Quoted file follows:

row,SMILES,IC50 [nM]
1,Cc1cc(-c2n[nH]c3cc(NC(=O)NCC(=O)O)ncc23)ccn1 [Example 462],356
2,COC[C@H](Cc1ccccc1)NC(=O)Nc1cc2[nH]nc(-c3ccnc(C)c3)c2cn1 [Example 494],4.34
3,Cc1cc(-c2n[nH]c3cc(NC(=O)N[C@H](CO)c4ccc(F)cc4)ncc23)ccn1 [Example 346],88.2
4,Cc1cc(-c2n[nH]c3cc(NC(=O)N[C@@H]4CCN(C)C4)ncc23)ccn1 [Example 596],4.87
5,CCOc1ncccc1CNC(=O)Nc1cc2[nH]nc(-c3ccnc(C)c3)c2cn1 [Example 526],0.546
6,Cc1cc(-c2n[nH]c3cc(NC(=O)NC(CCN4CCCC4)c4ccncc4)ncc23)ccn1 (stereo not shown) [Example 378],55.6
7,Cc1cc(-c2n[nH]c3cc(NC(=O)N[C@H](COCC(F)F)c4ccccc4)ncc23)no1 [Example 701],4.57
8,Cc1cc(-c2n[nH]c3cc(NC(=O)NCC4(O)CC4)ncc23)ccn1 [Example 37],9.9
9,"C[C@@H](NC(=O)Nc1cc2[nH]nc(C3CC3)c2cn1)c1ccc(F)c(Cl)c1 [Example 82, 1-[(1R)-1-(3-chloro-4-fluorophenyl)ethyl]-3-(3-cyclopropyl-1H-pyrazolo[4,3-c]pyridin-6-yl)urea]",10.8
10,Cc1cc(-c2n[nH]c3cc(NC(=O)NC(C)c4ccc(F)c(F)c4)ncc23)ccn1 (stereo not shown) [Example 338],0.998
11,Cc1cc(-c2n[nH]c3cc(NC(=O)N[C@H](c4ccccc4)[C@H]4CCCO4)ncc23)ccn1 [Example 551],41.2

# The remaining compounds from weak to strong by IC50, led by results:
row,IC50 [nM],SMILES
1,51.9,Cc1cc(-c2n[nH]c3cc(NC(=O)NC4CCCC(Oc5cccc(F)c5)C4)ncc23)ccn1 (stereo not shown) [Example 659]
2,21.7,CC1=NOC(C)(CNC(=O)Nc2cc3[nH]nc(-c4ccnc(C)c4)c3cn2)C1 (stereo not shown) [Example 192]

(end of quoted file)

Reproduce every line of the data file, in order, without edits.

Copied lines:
row,SMILES,IC50 [nM]
1,Cc1cc(-c2n[nH]c3cc(NC(=O)NCC(=O)O)ncc23)ccn1 [Example 462],356
2,COC[C@H](Cc1ccccc1)NC(=O)Nc1cc2[nH]nc(-c3ccnc(C)c3)c2cn1 [Example 494],4.34
3,Cc1cc(-c2n[nH]c3cc(NC(=O)N[C@H](CO)c4ccc(F)cc4)ncc23)ccn1 [Example 346],88.2
4,Cc1cc(-c2n[nH]c3cc(NC(=O)N[C@@H]4CCN(C)C4)ncc23)ccn1 [Example 596],4.87
5,CCOc1ncccc1CNC(=O)Nc1cc2[nH]nc(-c3ccnc(C)c3)c2cn1 [Example 526],0.546
6,Cc1cc(-c2n[nH]c3cc(NC(=O)NC(CCN4CCCC4)c4ccncc4)ncc23)ccn1 (stereo not shown) [Example 378],55.6
7,Cc1cc(-c2n[nH]c3cc(NC(=O)N[C@H](COCC(F)F)c4ccccc4)ncc23)no1 [Example 701],4.57
8,Cc1cc(-c2n[nH]c3cc(NC(=O)NCC4(O)CC4)ncc23)ccn1 [Example 37],9.9
9,"C[C@@H](NC(=O)Nc1cc2[nH]nc(C3CC3)c2cn1)c1ccc(F)c(Cl)c1 [Example 82, 1-[(1R)-1-(3-chloro-4-fluorophenyl)ethyl]-3-(3-cyclopropyl-1H-pyrazolo[4,3-c]pyridin-6-yl)urea]",10.8
10,Cc1cc(-c2n[nH]c3cc(NC(=O)NC(C)c4ccc(F)c(F)c4)ncc23)ccn1 (stereo not shown) [Example 338],0.998
11,Cc1cc(-c2n[nH]c3cc(NC(=O)N[C@H](c4ccccc4)[C@H]4CCCO4)ncc23)ccn1 [Example 551],41.2

# The remaining compounds from weak to strong by IC50, led by results:
row,IC50 [nM],SMILES
1,51.9,Cc1cc(-c2n[nH]c3cc(NC(=O)NC4CCCC(Oc5cccc(F)c5)C4)ncc23)ccn1 (stereo not shown) [Example 659]
2,21.7,CC1=NOC(C)(CNC(=O)Nc2cc3[nH]nc(-c4ccnc(C)c4)c3cn2)C1 (stereo not shown) [Example 192]